If we take as an example the retailing industry, for instance, e-commerce global retail value sales recorded unprecedented growth of 29% in 2020, with e-commerce gains most pronounced in advanced digital markets such as UK, China, South Korea and the US. These markets already had a strong culture of online shopping, well-developed logistics and high levels of connectivity, meaning consumers experienced little friction increasing their online purchases as the pandemic made them hesitant to go to stores.

Three of these markets, namely the UK, South Korea and the US, also ranked in the top three in per capita spend for Shopping Reinvented in 2020, as e-commerce intermediaries, including marketplaces, delivery platforms, and social media and messaging services, played a particularly important role in consumers’ shopping journey.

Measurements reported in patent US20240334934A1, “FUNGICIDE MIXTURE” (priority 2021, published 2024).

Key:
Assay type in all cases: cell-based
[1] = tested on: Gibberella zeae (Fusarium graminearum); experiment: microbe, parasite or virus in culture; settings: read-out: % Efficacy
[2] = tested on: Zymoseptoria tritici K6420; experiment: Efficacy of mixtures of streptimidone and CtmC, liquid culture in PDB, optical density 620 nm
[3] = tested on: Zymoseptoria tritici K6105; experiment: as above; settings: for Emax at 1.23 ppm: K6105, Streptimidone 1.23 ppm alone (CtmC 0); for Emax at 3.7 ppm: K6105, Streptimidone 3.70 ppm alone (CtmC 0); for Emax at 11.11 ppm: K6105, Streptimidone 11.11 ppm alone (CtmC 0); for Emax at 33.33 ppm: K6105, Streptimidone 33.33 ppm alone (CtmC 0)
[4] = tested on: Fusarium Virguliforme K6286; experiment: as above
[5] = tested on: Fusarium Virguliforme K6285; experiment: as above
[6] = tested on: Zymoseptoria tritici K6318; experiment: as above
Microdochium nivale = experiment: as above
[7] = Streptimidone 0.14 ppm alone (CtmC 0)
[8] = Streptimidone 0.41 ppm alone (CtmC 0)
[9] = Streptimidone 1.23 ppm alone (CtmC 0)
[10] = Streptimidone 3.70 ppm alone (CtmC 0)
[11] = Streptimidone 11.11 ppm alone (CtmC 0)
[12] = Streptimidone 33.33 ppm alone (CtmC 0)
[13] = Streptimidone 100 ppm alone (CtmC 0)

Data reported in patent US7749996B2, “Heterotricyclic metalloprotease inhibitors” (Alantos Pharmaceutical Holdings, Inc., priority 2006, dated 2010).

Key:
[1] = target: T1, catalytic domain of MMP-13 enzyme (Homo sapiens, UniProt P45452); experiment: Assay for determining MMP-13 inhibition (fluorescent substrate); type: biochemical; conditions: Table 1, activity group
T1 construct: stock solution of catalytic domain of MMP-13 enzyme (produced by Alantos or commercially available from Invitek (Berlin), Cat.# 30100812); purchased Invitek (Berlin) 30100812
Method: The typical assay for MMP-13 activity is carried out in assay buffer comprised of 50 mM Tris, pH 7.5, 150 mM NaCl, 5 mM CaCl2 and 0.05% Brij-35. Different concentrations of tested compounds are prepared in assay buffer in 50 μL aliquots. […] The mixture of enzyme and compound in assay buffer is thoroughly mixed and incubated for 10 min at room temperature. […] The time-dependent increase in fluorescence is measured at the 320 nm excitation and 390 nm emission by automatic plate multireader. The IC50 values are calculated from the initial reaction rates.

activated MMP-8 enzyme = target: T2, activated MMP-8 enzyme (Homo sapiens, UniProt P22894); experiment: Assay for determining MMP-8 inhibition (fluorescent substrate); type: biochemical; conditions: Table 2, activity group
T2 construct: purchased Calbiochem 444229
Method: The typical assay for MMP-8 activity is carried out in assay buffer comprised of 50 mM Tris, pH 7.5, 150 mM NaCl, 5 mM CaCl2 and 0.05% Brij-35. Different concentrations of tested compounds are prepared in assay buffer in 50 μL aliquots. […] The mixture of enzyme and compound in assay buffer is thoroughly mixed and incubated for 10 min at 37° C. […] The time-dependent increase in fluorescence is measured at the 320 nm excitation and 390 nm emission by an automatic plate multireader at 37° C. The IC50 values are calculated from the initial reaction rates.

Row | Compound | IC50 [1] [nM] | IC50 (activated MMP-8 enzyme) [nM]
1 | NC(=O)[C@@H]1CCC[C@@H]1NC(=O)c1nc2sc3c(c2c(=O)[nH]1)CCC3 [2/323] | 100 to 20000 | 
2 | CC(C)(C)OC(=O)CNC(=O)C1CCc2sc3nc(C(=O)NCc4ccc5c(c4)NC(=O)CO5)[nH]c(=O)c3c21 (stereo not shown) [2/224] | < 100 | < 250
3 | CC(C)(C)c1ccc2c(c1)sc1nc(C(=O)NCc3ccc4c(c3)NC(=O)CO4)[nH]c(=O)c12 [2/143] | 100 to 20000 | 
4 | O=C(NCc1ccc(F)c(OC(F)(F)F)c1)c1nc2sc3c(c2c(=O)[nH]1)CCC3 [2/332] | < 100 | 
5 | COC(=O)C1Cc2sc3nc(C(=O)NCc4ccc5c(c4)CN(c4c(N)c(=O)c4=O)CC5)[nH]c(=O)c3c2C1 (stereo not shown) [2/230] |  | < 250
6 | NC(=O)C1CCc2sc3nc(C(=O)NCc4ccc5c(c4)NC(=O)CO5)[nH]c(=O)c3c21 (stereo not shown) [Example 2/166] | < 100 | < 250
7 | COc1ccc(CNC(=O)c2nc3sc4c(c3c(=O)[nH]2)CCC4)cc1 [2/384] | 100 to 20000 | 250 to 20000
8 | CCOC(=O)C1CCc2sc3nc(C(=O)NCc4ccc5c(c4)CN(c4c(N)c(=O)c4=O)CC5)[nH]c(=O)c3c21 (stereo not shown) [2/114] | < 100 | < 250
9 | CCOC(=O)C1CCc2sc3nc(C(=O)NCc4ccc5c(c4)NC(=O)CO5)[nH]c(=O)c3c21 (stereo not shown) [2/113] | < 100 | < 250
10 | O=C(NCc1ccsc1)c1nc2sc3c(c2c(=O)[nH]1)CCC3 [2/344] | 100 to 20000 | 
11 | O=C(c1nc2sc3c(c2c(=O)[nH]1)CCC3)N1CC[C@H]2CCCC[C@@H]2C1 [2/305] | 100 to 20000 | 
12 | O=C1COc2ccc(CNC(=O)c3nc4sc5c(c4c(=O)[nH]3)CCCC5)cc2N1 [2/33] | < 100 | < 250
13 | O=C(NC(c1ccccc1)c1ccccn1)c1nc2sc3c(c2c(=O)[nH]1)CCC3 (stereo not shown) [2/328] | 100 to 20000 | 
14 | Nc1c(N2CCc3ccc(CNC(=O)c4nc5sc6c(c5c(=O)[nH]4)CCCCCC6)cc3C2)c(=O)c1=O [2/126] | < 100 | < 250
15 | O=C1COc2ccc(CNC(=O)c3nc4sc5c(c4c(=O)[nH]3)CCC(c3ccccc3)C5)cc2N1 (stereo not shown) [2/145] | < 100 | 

Key Global Opportunities: Shopping Reinvented by Per Capita Expenditure in 2020/2025

Source: Euromonitor International Megatrends Model, 2020

How to capitalise on opportunities for Shopping Reinvented?

It is crucial for businesses to understand where the future opportunities for the shopping reinvented markets are, and how these opportunities vary by market.